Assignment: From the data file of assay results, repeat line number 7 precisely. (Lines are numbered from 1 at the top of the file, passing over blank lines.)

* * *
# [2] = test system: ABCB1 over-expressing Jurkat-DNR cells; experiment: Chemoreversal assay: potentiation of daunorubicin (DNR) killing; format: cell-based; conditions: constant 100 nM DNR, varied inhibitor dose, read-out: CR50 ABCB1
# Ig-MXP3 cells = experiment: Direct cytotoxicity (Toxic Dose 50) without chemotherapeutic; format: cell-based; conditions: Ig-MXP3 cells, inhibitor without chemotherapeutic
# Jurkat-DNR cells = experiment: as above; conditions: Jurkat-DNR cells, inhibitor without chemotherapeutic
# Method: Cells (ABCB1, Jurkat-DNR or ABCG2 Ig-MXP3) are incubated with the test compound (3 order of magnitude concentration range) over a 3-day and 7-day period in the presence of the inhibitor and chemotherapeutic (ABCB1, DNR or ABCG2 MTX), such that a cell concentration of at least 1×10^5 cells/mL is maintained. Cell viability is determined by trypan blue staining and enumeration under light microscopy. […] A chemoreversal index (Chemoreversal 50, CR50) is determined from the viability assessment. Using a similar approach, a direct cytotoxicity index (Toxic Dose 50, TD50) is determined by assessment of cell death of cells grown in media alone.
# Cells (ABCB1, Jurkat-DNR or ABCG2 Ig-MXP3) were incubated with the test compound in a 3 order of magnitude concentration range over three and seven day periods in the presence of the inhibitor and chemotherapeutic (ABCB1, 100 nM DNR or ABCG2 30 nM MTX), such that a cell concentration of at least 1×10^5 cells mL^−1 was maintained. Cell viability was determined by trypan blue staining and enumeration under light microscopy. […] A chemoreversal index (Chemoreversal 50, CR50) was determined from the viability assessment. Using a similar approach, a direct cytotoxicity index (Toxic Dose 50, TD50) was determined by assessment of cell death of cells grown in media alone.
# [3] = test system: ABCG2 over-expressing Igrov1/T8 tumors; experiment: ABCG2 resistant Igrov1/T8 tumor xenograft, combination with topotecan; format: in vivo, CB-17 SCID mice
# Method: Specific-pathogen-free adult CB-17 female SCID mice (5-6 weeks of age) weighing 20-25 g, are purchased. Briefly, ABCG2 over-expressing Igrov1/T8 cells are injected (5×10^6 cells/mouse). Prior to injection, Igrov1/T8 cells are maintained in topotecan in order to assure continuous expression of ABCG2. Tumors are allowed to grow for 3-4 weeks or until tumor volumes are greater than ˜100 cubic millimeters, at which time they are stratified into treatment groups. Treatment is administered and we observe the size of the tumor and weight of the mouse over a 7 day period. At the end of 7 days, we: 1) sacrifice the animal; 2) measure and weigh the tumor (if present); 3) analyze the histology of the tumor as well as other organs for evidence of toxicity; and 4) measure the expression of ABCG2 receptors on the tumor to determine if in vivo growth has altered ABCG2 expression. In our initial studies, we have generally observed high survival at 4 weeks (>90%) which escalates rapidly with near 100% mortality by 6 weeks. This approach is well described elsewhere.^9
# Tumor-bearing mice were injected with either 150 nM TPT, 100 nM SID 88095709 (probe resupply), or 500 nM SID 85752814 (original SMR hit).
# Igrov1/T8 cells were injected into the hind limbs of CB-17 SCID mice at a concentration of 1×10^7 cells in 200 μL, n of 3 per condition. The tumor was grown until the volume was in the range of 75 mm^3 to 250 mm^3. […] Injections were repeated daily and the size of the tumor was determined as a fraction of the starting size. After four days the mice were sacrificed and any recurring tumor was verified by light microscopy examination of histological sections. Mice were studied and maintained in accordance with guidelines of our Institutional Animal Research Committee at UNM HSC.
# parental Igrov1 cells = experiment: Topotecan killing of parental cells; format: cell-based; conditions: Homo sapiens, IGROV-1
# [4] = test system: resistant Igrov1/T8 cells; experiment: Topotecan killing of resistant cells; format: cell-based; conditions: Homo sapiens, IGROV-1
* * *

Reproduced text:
# Method: Specific-pathogen-free adult CB-17 female SCID mice (5-6 weeks of age) weighing 20-25 g, are purchased. Briefly, ABCG2 over-expressing Igrov1/T8 cells are injected (5×10^6 cells/mouse). Prior to injection, Igrov1/T8 cells are maintained in topotecan in order to assure continuous expression of ABCG2. Tumors are allowed to grow for 3-4 weeks or until tumor volumes are greater than ˜100 cubic millimeters, at which time they are stratified into treatment groups. Treatment is administered and we observe the size of the tumor and weight of the mouse over a 7 day period. At the end of 7 days, we: 1) sacrifice the animal; 2) measure and weigh the tumor (if present); 3) analyze the histology of the tumor as well as other organs for evidence of toxicity; and 4) measure the expression of ABCG2 receptors on the tumor to determine if in vivo growth has altered ABCG2 expression. In our initial studies, we have generally observed high survival at 4 weeks (>90%) which escalates rapidly with near 100% mortality by 6 weeks. This approach is well described elsewhere.^9